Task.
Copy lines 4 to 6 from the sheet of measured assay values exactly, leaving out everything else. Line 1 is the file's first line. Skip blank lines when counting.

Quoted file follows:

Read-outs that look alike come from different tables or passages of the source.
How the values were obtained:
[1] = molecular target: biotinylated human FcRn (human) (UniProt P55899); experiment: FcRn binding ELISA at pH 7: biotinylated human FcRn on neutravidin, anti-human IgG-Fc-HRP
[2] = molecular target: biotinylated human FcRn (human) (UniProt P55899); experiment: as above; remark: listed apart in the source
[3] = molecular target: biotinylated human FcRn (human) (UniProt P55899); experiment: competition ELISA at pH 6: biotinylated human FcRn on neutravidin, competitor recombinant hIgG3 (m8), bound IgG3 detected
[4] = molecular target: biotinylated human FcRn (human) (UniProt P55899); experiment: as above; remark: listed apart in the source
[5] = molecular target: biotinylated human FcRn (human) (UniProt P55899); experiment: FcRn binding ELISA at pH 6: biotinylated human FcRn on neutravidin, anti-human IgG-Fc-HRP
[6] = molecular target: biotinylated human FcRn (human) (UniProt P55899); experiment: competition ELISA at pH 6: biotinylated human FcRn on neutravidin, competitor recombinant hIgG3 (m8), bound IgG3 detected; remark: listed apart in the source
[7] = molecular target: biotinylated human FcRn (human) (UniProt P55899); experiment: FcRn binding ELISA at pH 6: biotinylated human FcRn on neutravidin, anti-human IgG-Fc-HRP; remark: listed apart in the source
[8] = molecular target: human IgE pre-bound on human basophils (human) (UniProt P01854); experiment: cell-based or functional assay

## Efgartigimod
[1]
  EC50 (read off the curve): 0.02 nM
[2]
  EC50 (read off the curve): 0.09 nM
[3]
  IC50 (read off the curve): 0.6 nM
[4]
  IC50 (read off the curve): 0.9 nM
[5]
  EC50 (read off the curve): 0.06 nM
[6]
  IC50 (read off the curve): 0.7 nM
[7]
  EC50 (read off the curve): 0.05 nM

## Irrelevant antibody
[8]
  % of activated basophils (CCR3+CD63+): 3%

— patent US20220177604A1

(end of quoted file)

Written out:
[2] = molecular target: biotinylated human FcRn (human) (UniProt P55899); experiment: as above; remark: listed apart in the source
[3] = molecular target: biotinylated human FcRn (human) (UniProt P55899); experiment: competition ELISA at pH 6: biotinylated human FcRn on neutravidin, competitor recombinant hIgG3 (m8), bound IgG3 detected
[4] = molecular target: biotinylated human FcRn (human) (UniProt P55899); experiment: as above; remark: listed apart in the source